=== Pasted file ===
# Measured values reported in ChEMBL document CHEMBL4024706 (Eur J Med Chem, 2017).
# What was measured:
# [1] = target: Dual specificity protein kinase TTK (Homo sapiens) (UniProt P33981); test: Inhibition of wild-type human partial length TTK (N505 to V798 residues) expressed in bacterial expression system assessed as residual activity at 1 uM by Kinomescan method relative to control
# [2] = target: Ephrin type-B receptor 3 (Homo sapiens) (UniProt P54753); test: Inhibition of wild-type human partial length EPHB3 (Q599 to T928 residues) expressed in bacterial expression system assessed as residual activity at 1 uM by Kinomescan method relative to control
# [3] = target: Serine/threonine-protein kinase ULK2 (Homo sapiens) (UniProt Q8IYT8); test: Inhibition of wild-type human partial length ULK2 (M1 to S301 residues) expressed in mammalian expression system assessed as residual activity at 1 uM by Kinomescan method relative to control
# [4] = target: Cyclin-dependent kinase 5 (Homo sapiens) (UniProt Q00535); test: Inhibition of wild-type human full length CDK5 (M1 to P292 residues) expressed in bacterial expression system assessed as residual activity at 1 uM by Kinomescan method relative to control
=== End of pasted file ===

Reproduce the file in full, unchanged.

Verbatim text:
# Measured values reported in ChEMBL document CHEMBL4024706 (Eur J Med Chem, 2017).
# What was measured:
# [1] = target: Dual specificity protein kinase TTK (Homo sapiens) (UniProt P33981); test: Inhibition of wild-type human partial length TTK (N505 to V798 residues) expressed in bacterial expression system assessed as residual activity at 1 uM by Kinomescan method relative to control
# [2] = target: Ephrin type-B receptor 3 (Homo sapiens) (UniProt P54753); test: Inhibition of wild-type human partial length EPHB3 (Q599 to T928 residues) expressed in bacterial expression system assessed as residual activity at 1 uM by Kinomescan method relative to control
# [3] = target: Serine/threonine-protein kinase ULK2 (Homo sapiens) (UniProt Q8IYT8); test: Inhibition of wild-type human partial length ULK2 (M1 to S301 residues) expressed in mammalian expression system assessed as residual activity at 1 uM by Kinomescan method relative to control
# [4] = target: Cyclin-dependent kinase 5 (Homo sapiens) (UniProt Q00535); test: Inhibition of wild-type human full length CDK5 (M1 to P292 residues) expressed in bacterial expression system assessed as residual activity at 1 uM by Kinomescan method relative to control